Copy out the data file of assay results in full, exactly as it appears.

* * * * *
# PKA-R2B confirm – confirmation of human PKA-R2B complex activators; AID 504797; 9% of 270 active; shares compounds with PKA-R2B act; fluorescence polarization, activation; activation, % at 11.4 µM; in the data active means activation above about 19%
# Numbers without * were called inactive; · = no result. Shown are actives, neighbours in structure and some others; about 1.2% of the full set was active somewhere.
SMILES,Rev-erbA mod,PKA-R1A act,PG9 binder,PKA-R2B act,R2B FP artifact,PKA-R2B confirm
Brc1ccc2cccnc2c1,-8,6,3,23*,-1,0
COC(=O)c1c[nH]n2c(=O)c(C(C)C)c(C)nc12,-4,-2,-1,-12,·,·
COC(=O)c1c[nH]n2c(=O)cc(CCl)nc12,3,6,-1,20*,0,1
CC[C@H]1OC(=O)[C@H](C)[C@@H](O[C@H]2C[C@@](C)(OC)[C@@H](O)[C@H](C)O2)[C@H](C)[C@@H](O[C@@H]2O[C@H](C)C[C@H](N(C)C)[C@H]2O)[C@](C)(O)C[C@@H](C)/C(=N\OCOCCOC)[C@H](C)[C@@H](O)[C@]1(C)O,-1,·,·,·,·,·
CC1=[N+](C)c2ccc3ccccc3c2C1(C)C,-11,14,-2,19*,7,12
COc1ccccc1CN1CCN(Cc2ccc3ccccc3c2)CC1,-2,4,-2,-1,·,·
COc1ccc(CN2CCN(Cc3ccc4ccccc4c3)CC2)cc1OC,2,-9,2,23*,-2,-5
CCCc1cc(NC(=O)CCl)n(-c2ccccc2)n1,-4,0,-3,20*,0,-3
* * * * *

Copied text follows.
# PKA-R2B confirm – confirmation of human PKA-R2B complex activators; AID 504797; 9% of 270 active; shares compounds with PKA-R2B act; fluorescence polarization, activation; activation, % at 11.4 µM; in the data active means activation above about 19%
# Numbers without * were called inactive; · = no result. Shown are actives, neighbours in structure and some others; about 1.2% of the full set was active somewhere.
SMILES,Rev-erbA mod,PKA-R1A act,PG9 binder,PKA-R2B act,R2B FP artifact,PKA-R2B confirm
Brc1ccc2cccnc2c1,-8,6,3,23*,-1,0
COC(=O)c1c[nH]n2c(=O)c(C(C)C)c(C)nc12,-4,-2,-1,-12,·,·
COC(=O)c1c[nH]n2c(=O)cc(CCl)nc12,3,6,-1,20*,0,1
CC[C@H]1OC(=O)[C@H](C)[C@@H](O[C@H]2C[C@@](C)(OC)[C@@H](O)[C@H](C)O2)[C@H](C)[C@@H](O[C@@H]2O[C@H](C)C[C@H](N(C)C)[C@H]2O)[C@](C)(O)C[C@@H](C)/C(=N\OCOCCOC)[C@H](C)[C@@H](O)[C@]1(C)O,-1,·,·,·,·,·
CC1=[N+](C)c2ccc3ccccc3c2C1(C)C,-11,14,-2,19*,7,12
COc1ccccc1CN1CCN(Cc2ccc3ccccc3c2)CC1,-2,4,-2,-1,·,·
COc1ccc(CN2CCN(Cc3ccc4ccccc4c3)CC2)cc1OC,2,-9,2,23*,-2,-5
CCCc1cc(NC(=O)CCl)n(-c2ccccc2)n1,-4,0,-3,20*,0,-3